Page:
On July 26, 2017, in Eaton Corp. v. Commissioner
, T.C. Memo. 2017-147, (July 26, 2017), the Tax Court held that the IRS’s decision to cancel two advance pricing agreements (APAs) was an abuse of discretion. The U.S. Tax Court further held that the taxpayer, Eaton Corporation, did not transfer intangibles subject to Section 367, and that certain bonus payments to executives were deductible under Section 162(a).
An APA is an agreement between the IRS and a taxpayer on a transfer pricing methodology. This methodology may be applied to any apportionment or allocation of income, deductions, credits, or allowances between or among two or more organizations, trades, or businesses owned or controlled, directly or indirectly by the same interests.
The case involved two unilateral APAs entered into by Eaton Corporation and its subsidiaries. The first APA, from 2001 through 2005, covered the sale of circuit breakers, the license of intangible property and a cost-sharing payment. The other, from 2006 through 2010, covered the sale of circuit breakers. Eaton’s transfer pricing computations under the APAs contained several errors. However, when Eaton discovered these errors, it made the IRS aware of them.
The IRS contended that Eaton did not comply in good faith with the terms and conditions of the APAs and failed to satisfy certain other requirements. Eaton contended that the errors were not significant enough to merit the cancellation of the APAs under the applicable revenue procedures. The Tax Court agreed with Eaton, finding that the errors were “immaterial and inadvertent” and did not constitute “material” errors as provided under the relevant revenue procedures.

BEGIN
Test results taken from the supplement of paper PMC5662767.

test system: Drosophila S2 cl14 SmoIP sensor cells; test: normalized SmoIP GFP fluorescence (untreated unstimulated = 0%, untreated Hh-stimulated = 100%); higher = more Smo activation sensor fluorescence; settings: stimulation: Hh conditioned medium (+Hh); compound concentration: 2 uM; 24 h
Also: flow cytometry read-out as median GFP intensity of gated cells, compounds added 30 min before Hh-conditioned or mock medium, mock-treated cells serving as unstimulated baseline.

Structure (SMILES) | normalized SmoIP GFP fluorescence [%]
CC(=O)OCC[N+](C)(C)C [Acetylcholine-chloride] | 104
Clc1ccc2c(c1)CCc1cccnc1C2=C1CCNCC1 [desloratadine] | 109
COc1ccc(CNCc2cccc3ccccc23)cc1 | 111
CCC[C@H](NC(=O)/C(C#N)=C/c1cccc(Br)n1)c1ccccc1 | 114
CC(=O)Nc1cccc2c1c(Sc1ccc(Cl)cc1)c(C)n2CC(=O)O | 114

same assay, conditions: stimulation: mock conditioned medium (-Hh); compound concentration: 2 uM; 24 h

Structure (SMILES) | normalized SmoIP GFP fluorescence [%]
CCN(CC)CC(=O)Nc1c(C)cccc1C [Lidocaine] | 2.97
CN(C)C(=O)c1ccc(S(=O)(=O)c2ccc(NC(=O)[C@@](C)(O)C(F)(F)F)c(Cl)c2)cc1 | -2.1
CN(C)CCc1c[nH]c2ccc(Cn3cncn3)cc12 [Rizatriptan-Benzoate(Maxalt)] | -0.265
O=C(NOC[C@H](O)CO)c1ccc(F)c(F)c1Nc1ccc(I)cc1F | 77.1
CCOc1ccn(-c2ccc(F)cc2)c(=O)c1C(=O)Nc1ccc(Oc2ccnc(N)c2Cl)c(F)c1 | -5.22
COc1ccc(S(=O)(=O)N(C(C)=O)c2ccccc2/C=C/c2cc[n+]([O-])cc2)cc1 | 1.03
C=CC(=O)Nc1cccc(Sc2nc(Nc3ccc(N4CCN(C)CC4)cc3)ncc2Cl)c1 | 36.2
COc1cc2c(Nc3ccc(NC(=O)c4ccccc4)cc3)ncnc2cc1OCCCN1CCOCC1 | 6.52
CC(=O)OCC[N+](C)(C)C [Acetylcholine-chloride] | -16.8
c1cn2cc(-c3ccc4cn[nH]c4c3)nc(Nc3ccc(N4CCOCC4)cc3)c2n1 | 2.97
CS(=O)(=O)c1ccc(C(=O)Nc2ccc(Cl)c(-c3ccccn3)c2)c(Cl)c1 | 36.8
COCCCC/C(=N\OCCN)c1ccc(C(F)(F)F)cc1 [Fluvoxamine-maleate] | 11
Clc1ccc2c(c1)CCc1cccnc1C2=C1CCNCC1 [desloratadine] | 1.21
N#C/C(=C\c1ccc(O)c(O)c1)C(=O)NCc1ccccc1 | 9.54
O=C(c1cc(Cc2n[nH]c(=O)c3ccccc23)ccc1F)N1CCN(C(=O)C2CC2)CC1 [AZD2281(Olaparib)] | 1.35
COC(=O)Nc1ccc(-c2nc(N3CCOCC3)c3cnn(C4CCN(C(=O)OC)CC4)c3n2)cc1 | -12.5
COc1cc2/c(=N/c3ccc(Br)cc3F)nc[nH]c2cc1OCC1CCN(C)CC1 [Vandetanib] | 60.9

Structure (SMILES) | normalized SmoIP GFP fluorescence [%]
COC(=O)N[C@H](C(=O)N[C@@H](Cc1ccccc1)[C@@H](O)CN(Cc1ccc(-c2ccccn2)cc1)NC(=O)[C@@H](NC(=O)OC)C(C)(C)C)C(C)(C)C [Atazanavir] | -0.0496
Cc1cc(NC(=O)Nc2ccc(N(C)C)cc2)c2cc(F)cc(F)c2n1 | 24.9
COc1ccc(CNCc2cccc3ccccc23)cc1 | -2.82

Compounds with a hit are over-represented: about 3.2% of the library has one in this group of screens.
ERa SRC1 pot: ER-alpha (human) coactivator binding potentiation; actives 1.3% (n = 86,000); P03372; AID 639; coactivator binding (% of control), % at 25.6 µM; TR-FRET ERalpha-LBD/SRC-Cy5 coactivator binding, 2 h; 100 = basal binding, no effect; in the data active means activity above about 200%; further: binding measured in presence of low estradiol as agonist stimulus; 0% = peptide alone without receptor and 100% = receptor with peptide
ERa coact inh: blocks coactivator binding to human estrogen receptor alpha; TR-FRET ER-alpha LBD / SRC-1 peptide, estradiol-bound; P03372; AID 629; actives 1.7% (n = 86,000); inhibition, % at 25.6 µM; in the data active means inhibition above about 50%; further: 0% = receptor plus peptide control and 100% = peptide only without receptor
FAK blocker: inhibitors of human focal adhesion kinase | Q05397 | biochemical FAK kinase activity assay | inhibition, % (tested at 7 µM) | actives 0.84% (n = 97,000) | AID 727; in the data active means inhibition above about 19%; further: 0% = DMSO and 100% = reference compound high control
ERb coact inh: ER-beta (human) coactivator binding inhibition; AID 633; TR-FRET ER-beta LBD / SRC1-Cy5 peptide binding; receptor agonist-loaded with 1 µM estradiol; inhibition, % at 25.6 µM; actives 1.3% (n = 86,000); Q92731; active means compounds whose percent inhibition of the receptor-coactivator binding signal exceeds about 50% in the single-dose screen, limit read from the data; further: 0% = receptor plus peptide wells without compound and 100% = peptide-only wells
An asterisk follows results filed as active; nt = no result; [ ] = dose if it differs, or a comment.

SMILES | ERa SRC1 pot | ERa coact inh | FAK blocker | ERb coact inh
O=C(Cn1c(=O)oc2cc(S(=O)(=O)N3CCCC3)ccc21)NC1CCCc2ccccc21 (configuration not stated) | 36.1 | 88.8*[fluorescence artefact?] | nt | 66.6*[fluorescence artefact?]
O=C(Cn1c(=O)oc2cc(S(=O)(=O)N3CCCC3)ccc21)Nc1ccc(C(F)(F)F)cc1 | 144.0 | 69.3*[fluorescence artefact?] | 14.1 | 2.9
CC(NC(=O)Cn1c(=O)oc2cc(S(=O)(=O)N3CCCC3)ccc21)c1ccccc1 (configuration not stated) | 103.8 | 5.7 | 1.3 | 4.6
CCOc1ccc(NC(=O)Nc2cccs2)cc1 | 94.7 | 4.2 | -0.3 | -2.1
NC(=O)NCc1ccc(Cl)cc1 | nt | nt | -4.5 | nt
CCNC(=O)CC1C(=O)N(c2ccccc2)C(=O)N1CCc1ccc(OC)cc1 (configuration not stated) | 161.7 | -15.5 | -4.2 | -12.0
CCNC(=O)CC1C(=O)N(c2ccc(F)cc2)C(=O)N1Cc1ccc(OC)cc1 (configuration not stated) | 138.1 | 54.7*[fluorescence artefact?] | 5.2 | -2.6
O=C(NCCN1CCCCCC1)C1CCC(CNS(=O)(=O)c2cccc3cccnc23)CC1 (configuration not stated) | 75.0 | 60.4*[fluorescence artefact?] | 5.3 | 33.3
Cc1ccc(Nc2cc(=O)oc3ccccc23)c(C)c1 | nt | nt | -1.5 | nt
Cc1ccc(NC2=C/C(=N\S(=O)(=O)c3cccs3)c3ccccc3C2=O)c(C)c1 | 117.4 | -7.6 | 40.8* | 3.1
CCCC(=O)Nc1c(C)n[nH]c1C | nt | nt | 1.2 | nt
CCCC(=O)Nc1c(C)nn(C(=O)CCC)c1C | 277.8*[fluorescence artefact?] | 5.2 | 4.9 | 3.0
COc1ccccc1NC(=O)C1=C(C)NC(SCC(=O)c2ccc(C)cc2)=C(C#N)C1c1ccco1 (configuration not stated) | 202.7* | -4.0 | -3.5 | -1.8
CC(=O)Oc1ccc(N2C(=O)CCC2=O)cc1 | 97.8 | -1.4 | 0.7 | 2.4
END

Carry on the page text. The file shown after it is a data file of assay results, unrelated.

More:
The Tax Court decision is yet another in a string of transfer pricing-related defeats for the IRS. The Tax Court’s decision emphasizes the need for taxpayers to carefully manage their transfer pricing data and prepare and retain quality transfer pricing studies. Although the decision underscores the high bar that must be overcome by the IRS when revoking an APA, it nevertheless highlights the importance of meticulous transfer pricing documentation.
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